- The Washington Times - Saturday, March 9, 2002

Another amazing performance by Garry Kasparov and another impressive one by Ruslan Ponomariov are the highlights so far of the year's first top-flight event.

With three rounds to go in the Linares SuperGM Tournament in Spain, Kasparov holds a half-point lead over Ponomariov, India's Viswanathan Anand, and Ukrainian Vassily Ivanchuk in the 7-player field. The Russian former world champ has defeated England's Michael Adams and Francisco Vallejo Pons of Spain, and has never been in danger of losing in the Category 20 event.

Ponomariov, the Ukrainian teen-ager who just won FIDE's version of the world title, has given a good accounting of himself in his first elite event. He lost early to Adams but got revenge against the Englishman in the rematch and stands at plus-1 after 10 rounds. His penultimate-round game today with White against Kasparov could determine the tournament.

Kasparov displayed some classic power chess in his game with Vallejo Pons, who put up a good fight but was simply worn down by the Russian.

In a Sicilian, Black's eccentric knight maneuver 12. 0-0 0-0 13. Rc1 Ne5?! (usually this knight is traded off on d4 as Black tries to enforce either …d6 or …d5; now the d-pawn will be stuck on its home square for the rest of the game, with dire consequences) invites 14. f4!, seizing a lasting initiative since 14…Nxc4? 15. Bxc4 Qxc4 16. Nb1! Qa2 17. Rf2 Qa1 18. Nb3 runs the Black queen to ground.

Kasparov sacrifices his b-pawn to build up a strong kingside attack, aided by a powerful bishop on b2, but Vallejo Pons fights back with some energetic queenside play, and the tension crests with 30. Bb2!? Nb4 31. Rd2.

Black would love to swap down here, but the position is full of land mines. If now 31…Nxd3 32. Rxd3 Qxc4, White has 33. Nxh7!! Qxd3 34. Qg6, with a winning attack; e.g. 34…Rf7 35. Ng5 Kf8 (Rbf8 36. Qh7 mate) 36. Nxf7 Nxf7 37. Qxg7+ Ke8 38. Qg8 mate. And a move later, 32…Nxd3 33. Rxd3 bxc4 loses to 34. Bxg7! Kxg7 35. Rg3 Rf6 36. Nf7+ Kf8 (Ng4+ 37. hxg4 Rxf7 38. gxf5+ Kf8 39. Qh6+ Ke8 40. Rg8+ and mate next) 37. Qxh6+!! Rxh6 38. Nxh6, and mate with the rook-knight battery is unavoidable.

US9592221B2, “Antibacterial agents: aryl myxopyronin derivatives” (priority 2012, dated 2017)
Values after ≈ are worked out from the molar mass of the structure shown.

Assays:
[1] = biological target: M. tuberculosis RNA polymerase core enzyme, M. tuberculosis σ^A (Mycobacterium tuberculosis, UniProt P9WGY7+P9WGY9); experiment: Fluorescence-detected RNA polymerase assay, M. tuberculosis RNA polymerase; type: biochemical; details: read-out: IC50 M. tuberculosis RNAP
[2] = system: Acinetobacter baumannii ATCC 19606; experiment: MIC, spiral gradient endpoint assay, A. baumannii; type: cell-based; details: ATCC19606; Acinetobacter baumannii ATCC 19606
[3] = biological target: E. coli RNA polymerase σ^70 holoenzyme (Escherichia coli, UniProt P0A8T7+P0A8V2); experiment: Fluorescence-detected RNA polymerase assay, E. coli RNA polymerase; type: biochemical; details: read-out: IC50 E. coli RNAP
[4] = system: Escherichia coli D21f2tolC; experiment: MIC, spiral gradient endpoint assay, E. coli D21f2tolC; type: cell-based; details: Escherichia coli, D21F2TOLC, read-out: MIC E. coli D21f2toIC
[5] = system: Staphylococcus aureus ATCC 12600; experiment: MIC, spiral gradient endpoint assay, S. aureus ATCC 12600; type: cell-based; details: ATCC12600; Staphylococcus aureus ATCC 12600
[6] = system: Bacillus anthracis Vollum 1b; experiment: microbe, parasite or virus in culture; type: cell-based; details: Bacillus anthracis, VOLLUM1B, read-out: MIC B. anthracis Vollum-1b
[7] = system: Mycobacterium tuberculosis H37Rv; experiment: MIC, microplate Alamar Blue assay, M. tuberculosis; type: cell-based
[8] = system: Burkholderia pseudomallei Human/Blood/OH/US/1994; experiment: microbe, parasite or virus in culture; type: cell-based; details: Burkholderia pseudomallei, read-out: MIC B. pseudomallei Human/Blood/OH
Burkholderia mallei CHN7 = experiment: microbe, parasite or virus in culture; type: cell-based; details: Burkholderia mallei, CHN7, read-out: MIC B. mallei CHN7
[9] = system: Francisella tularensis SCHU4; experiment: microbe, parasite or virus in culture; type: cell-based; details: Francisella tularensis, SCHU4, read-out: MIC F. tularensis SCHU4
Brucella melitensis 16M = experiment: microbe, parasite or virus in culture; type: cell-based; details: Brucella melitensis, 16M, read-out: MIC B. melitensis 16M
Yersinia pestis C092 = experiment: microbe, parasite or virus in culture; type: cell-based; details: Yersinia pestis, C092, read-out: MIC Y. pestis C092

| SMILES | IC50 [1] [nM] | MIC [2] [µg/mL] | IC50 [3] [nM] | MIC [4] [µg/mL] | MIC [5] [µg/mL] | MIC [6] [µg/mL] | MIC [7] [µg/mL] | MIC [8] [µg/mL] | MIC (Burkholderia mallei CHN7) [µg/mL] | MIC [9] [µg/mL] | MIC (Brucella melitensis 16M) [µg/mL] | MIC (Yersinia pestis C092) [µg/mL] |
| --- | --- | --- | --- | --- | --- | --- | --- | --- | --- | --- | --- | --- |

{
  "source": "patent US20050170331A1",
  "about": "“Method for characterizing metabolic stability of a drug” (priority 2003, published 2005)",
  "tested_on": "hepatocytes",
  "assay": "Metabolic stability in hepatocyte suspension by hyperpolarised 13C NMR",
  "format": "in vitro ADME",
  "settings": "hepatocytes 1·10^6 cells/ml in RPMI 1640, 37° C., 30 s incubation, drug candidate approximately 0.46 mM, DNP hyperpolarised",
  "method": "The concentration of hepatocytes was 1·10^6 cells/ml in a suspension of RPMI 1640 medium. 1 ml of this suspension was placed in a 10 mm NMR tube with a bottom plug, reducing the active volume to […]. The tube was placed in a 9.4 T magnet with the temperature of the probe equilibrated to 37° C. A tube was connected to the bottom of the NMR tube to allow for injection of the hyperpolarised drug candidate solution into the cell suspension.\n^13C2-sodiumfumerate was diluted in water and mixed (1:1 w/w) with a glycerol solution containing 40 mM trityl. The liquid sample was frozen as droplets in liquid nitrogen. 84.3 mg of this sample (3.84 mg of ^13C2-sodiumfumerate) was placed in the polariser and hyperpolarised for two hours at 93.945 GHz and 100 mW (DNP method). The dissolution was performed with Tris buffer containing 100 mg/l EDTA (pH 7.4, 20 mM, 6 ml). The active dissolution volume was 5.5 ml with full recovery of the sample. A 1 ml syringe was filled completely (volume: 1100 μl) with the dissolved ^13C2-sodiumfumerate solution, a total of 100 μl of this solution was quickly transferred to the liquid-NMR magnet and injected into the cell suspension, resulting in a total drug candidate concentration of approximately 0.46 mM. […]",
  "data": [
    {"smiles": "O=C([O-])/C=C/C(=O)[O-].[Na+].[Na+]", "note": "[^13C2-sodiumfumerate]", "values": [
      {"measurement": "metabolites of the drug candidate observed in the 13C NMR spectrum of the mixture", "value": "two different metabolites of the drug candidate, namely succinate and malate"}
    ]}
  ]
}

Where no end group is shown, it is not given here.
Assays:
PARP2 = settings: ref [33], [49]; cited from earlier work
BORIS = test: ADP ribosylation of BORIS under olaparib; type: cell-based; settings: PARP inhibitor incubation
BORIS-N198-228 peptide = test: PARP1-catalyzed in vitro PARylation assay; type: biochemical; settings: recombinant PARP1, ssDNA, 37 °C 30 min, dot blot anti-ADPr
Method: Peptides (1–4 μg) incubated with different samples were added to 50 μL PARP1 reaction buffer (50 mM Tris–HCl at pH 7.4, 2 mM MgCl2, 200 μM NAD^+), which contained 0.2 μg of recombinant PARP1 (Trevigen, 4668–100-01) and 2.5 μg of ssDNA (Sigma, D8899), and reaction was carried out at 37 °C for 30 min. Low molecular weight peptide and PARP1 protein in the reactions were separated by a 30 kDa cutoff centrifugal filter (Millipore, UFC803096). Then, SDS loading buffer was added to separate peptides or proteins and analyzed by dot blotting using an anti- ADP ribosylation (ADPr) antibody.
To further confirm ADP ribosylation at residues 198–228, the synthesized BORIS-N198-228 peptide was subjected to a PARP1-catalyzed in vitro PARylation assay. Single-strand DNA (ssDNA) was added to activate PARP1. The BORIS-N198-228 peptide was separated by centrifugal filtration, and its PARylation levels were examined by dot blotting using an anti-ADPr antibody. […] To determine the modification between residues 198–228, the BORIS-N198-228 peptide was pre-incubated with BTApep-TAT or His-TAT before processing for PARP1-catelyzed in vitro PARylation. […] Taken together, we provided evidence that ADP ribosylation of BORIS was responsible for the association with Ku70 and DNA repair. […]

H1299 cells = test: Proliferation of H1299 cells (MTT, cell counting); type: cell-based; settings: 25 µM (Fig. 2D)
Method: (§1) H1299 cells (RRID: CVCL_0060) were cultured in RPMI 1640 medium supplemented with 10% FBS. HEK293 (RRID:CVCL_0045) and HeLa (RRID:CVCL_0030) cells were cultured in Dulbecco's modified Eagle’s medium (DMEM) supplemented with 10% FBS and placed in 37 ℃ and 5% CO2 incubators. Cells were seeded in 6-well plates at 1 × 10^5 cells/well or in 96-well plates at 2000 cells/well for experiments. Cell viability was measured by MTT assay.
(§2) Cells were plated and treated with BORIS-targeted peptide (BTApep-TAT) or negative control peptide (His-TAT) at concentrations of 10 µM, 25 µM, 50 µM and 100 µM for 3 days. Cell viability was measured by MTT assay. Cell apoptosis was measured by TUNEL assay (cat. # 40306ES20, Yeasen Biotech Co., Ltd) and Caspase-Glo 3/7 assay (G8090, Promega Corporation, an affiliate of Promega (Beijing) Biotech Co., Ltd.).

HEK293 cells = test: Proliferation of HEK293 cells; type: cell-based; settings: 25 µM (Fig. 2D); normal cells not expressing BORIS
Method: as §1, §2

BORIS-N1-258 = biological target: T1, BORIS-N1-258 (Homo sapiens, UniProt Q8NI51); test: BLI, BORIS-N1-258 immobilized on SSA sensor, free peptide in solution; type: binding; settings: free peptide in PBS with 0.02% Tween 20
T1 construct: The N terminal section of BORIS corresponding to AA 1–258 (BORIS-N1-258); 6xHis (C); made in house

GM Sergei Shipov thinks Black's last chance was 33…bxc4! 34. Bxc4 Nd5, with chances to defend, but in time trouble, Black falls into a stifling bind after 33…Nxd3? 34. Rxd3 Nf7 35. Rg3 Nxg5 36. Rxg5 Rf7 37. Qe5! Qf8 38. cxb5 (finally winning back the pawn) h6 39. Rg3 Kh7 40. Bd4.

The White pieces flood the Black position and the end is just a matter of time. Vallejo Pons speeds things up with a final blunder, allowing a clever queen sacrifice: 47. Ra4 Be4? (see diagram; 47…Bd5 makes White work a little more for the win) 48. Qxe6!! Qh4 (still the Black d-pawn can't move: 48…dxe6 49. Rxf7, and the coming discovered checks on g7 will decide) 49. Qxf7 Qxf4+ 50. Kg1.

One clear kill is 50…Qg3 51. Qxg7+ Qxg7 52. Bxg7 Kxg7 53. Rxd7+. Black resigned.

In his win over Adams, Ponomariov risked something even Kasparov has not dared taking on the Englishman's feared Ruy Lopez Marshall Attack.

Perhaps the game's most heavily analyzed opening line, the Marshall is not for the faint of heart or light of theory. The White offer of the exchange with 17. Nd2 Bf5 18. f3!? is the state-of-the-art way to blunt the furious Black attack.